This isn't meant to be nonconstructive or flippant. This genuinely bugs me.
98% of the time, when I know the question, then I can find an answer, and the other 2% of the time I can ask a question and the answers are excellent.
But what I really struggle with, is when I have an issue and I don't know where to start, especially when I am learning something new, and the issue could be in one of many places. Is there a way to ask a constructive question that would be useful not only to my issue, but to the community at large?
For example, I've been trying to figure out how to use backbone.js models to communicate with my django server through tastypie, and I keep trying to pinpoint why it's not working. My approach has been something like:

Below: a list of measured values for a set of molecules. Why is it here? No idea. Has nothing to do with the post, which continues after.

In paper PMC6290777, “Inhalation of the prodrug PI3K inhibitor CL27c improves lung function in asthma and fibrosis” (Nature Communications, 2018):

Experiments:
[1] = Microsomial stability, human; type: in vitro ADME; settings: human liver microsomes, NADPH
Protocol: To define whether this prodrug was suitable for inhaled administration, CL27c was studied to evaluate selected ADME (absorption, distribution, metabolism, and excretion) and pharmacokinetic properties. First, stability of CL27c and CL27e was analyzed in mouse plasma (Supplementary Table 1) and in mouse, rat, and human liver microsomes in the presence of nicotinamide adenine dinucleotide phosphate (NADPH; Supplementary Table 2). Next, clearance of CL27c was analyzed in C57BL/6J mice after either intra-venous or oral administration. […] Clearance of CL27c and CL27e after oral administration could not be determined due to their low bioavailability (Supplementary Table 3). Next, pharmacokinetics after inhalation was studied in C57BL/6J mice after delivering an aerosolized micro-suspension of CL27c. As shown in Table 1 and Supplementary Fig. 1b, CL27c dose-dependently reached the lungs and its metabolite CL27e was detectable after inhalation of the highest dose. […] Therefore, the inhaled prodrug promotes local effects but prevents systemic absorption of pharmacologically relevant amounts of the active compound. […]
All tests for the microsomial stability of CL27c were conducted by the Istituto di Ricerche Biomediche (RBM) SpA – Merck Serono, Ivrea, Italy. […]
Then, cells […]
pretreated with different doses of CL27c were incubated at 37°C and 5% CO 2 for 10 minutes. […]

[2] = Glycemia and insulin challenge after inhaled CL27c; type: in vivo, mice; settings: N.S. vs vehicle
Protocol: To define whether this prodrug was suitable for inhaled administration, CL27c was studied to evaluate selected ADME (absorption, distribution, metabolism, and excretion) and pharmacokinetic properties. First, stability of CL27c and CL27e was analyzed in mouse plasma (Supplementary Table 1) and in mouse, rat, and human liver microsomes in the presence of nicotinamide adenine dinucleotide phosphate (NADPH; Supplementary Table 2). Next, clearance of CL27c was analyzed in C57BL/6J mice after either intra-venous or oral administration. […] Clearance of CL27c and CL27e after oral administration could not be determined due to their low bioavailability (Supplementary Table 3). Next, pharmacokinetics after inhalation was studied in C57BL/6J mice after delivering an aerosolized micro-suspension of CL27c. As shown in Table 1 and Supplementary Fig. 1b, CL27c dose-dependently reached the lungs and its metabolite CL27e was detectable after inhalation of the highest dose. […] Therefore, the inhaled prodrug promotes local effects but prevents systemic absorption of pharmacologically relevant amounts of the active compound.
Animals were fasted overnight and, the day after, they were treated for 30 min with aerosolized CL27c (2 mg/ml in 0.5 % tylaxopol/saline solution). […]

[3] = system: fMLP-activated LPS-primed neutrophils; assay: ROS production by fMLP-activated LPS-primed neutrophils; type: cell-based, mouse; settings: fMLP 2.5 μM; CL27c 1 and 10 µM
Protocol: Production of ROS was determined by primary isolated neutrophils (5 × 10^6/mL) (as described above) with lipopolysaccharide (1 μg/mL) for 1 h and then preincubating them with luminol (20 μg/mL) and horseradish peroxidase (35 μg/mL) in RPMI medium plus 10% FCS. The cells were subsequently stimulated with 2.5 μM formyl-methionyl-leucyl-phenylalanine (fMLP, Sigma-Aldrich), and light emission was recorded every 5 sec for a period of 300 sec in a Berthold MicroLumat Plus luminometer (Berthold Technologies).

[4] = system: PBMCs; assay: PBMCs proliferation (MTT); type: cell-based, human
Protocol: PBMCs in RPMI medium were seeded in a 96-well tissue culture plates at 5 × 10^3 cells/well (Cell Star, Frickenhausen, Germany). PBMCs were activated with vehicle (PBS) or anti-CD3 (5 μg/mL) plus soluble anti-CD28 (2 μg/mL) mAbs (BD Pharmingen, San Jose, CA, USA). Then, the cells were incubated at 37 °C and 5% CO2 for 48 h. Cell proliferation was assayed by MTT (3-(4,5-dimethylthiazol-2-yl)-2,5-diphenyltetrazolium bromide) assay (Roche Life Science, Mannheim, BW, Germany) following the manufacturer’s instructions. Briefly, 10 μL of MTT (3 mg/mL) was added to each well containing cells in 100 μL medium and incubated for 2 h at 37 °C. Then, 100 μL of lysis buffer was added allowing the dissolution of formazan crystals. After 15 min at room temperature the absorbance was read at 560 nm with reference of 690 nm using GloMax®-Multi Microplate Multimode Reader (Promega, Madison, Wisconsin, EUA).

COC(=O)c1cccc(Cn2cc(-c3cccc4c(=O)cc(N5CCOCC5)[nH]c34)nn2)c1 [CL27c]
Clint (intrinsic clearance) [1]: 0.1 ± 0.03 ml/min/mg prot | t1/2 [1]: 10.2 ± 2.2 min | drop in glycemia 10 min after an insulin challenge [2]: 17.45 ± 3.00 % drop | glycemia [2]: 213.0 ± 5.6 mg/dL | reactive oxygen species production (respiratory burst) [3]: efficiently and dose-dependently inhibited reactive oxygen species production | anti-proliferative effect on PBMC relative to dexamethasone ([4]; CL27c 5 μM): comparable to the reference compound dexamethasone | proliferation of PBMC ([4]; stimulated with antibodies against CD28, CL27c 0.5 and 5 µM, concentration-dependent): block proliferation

- Work through tutorials
- Read articles, opinions and search through stack overflow questions
- Implement some code, attempt to debug
- Read more, implement suggestions
- Go through backbone.js code and tastypie code
- Use lots of console.log debug statements
Which has been somewhat successful in narrowing down my problem to backbone and how I'm using it... but it's still too vague for me to put into a question. Is it a problem with how I'm syncing, is it a problem with how I'm formatting the data, is a problem with how I've set up my backbone model, or is it an error in my code?
This is what I mean, by saying I don't what the question is.
Usually I program in small incremental bits. But in this case I'm trying to rebuild something complex. Is it a manner of scrapping the complex piece and building a simplest model of what I'm doing, and progressing from there?
I'm curious what do other people do when starting something new that you don't understand. What do you do?
- Look at the possible duplicates
- Tell us what problem you're trying to solve
- Format your code
And I liked the answer in How to ask a "Where to start" question? to talk about it in a chat room when it's a broad topic, which I admit I haven't done since AOL in 1995.
What else do you do?